Doc councilor warns vs dengue rise in city
NAGA CITY --- Councilor Sonny Ranola, M.D. chair of the Sangguniang Panlungsod’s committee on health has warned against the alarming rising cases of dengue in the city and advised that efforts be made to “re-enhance the control and prevention of the spread of dengue in the City of Naga.”
Delivering his message during the privilege hour of the
regular session of the Sangguniang Panlungsod last Tuesday, the doctor-councilor reported that there have been 380 cases in the city from January 2019 to August 22, 2019, which figure is 108 percent higher than the dengue cases reported during the same period last year where there were only183 cases.
So far, two deaths were reported: One in Barangay Pacol and another in Barangay Abella. The fatalites were a 29 year old female and a 74-year-old grandmother, Ranola disclosed.
Of the 27 barangays in the city, the councilor identified the top 7 barangays with higher frequency of dengue cases, topped by Pacol, an upper rural barangay, with 50 cases as of August 22, this year.
The second barangay with higher dengue cases is Concepcion Pequena, the city’s biggest barangay in terms of population, with 40 cases.
Cararayan, another upper barangay, came third with 35 cases as of the same period. It is followed by Barangay San Felipe, with 31 cases. Fifth is Barangay Calauag, with 23 cases, then Barangays Carolina and Mabolo, which have 21 recorded cases each.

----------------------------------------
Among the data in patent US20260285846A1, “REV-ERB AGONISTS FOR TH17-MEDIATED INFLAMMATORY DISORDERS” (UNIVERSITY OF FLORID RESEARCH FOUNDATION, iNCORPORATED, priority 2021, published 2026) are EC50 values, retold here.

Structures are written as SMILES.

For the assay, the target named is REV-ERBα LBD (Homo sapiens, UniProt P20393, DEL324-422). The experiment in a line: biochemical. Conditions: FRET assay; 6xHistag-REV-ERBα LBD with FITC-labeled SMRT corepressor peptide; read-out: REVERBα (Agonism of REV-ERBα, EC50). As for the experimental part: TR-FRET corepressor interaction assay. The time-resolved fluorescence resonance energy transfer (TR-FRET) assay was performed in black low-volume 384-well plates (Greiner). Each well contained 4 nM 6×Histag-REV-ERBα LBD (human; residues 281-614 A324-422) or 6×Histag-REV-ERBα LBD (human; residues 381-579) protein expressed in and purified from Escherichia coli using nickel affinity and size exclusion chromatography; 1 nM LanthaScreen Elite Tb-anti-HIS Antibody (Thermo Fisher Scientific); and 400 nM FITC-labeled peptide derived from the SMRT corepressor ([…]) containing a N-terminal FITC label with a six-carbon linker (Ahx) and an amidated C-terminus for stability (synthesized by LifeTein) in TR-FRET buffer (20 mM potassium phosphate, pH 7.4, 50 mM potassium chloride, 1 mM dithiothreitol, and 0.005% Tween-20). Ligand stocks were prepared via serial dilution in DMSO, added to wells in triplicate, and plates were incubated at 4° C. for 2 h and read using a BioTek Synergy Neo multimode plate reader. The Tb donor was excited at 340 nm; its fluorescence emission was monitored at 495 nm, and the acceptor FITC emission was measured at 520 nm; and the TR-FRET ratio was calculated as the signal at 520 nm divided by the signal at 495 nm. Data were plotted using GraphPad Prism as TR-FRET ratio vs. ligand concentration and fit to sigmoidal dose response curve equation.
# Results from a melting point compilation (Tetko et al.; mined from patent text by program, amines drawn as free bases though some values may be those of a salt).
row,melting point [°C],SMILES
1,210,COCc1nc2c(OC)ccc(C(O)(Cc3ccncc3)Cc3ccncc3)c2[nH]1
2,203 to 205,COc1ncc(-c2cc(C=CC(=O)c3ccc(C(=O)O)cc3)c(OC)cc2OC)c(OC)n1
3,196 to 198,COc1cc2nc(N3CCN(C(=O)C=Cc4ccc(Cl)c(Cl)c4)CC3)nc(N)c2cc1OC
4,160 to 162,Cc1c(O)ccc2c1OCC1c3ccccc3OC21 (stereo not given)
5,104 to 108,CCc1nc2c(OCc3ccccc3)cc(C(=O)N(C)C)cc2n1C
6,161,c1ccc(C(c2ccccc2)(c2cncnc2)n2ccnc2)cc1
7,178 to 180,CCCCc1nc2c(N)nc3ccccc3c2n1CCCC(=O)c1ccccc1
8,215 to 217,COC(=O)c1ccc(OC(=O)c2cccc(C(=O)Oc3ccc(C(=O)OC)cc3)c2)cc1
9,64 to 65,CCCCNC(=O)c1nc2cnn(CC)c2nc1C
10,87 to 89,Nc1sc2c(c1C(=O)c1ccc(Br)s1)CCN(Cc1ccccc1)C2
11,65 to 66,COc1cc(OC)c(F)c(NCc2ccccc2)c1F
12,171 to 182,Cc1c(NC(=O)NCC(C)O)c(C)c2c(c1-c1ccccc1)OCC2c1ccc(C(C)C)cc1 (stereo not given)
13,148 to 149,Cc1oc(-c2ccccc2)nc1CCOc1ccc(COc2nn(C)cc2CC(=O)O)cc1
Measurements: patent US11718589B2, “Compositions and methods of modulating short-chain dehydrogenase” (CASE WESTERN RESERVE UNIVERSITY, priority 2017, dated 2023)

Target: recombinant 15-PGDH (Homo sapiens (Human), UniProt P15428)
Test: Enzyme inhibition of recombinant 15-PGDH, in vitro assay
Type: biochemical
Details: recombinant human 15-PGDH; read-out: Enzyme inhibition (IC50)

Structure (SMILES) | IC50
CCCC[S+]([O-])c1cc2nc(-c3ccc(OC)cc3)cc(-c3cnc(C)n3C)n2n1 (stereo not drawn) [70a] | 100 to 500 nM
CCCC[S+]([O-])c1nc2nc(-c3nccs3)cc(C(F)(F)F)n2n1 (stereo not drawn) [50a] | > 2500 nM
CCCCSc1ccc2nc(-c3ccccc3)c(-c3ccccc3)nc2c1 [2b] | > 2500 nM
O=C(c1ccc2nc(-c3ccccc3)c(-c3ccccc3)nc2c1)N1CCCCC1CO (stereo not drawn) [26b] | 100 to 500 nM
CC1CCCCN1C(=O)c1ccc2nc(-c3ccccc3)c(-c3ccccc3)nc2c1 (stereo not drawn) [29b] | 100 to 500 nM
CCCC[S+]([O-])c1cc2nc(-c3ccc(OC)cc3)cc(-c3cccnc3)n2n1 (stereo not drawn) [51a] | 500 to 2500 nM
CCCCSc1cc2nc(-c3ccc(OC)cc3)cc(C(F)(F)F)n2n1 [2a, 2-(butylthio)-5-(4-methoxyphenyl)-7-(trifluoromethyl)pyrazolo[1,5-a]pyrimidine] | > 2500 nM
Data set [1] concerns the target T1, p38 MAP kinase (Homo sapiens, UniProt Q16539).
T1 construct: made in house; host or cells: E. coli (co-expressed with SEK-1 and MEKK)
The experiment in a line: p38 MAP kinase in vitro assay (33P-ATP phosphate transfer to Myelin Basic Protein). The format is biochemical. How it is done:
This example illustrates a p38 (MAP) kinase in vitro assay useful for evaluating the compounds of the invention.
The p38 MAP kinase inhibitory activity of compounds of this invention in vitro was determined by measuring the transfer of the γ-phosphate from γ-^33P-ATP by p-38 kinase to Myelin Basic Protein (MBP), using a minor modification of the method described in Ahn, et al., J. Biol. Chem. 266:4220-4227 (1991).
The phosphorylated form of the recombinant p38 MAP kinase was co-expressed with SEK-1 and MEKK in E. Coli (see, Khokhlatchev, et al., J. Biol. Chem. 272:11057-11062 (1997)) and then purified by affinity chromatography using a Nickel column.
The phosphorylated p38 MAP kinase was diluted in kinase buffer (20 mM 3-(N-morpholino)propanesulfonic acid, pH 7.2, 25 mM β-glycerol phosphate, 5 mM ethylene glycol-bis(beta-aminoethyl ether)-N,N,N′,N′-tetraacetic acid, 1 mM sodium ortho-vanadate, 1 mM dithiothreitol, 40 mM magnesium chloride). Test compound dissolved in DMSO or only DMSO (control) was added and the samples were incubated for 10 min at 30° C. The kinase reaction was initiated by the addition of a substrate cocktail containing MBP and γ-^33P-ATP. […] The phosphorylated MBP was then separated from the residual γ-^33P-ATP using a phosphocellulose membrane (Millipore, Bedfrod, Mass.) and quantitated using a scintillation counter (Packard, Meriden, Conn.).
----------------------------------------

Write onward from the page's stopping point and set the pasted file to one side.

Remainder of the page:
The barangays with the least number of cases as of the same period were identified as: Dinaga, Lerma, and Panicuason which have one case each. Barangay Igualdad has 2 cases, while Tabuco has 4 cases, and Barangay Bagumbayan Norte has 5 cases.
These, as Ranola filed his proposed ordinance seeking to immediately allocate the amount of P700,000 more to cover efforts to strengthen the control and prevention drives of the city against dengue.
On interpellation by fellow Councilor Joe Perez who asked whether there is any logistical assistance being extended by the Department of Health in the face of worsening dengue cases, Ranola replied in the affirmative but admitted that such assistance and other forms of support are not enough considering the alarming rise in dengue cases almost all over the country that the national government and the DOH must attend to.
Ranola said the existing Naga City Anti-Dengue Task Force, while it is doing its job, must be re-enhanced with sufficient funds that will be used to engage more the participation of all stakeholders, public and private, in the drive to abate the number of dengue cases in the city.
He also prescribed that technical and logistical support must be strengthened in the conduct of the 4S Strategy and other programs, projects and activities geared towards controlling, preventing and, if possible, eliminating dengue cases in the city.
He added that the 4 o’clock daily search and destroy drive [against dengue and its potential breeding spots] must be observed every Friday. Symptoms
According to Ranola, symptoms of dengue fever typically begin 3 to 14 days after infection. This may include high fever, headache, vomiting, muscle and joint pains, and a characteristic skin rash.
The doctor councilor explained that recovery generally takes 2 to 7 days. In a small proportion of cases, he continued, the disease develops into severe dengue, also known as dengue hemorrhagic fever, resulting in bleeding, low levels of blood platelets and blood plasma leakage, or into dengue shock syndrome where dangerously low blood pressure occurs.